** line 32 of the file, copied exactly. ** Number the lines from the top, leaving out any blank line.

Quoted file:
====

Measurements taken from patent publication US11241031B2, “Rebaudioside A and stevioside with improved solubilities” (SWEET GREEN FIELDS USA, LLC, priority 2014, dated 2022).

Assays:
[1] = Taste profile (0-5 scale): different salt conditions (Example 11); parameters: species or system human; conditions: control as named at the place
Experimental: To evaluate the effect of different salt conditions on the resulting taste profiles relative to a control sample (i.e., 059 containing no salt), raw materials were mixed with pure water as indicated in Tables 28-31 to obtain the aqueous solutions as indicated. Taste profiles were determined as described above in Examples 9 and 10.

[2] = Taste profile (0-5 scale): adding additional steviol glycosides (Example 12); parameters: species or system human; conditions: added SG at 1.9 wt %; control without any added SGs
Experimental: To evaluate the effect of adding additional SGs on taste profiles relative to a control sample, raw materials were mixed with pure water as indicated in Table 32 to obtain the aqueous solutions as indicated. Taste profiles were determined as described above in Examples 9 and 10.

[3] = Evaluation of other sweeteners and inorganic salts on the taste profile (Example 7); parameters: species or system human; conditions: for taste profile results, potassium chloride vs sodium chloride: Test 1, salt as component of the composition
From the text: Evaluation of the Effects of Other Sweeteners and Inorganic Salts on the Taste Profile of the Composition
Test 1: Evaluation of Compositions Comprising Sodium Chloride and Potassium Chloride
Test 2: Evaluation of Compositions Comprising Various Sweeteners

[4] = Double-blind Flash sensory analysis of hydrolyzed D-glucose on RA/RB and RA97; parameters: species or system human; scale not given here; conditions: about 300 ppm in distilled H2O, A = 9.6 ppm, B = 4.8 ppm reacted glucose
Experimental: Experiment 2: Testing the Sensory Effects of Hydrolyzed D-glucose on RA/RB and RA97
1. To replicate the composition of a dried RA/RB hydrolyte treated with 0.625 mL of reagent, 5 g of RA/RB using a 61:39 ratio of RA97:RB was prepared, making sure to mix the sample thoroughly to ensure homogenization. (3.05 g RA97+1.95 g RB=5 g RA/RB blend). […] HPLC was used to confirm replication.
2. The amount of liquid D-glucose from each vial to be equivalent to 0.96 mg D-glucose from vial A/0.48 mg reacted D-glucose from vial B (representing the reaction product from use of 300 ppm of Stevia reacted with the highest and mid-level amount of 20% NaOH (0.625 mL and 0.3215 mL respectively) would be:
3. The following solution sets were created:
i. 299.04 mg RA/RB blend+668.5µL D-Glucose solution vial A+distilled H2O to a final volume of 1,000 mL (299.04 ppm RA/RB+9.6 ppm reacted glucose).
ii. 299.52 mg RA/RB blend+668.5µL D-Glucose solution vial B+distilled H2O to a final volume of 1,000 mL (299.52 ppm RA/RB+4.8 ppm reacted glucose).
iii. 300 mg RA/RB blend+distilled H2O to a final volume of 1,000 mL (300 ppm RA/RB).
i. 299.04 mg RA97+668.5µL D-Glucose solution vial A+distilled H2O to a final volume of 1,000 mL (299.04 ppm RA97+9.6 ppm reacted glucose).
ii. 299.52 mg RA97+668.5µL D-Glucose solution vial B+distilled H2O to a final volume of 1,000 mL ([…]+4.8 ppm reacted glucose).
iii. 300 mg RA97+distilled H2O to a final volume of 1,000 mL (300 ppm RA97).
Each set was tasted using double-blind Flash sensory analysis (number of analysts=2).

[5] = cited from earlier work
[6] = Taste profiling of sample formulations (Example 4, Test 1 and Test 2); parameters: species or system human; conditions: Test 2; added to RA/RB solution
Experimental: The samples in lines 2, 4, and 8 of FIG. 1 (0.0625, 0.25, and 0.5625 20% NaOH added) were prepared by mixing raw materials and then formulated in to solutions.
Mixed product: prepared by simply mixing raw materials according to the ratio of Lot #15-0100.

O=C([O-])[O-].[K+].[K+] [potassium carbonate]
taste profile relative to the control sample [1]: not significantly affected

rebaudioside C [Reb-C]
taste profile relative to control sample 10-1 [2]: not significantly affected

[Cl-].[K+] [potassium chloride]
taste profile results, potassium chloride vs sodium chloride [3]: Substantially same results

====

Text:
taste profile results, potassium chloride vs sodium chloride [3]: Substantially same results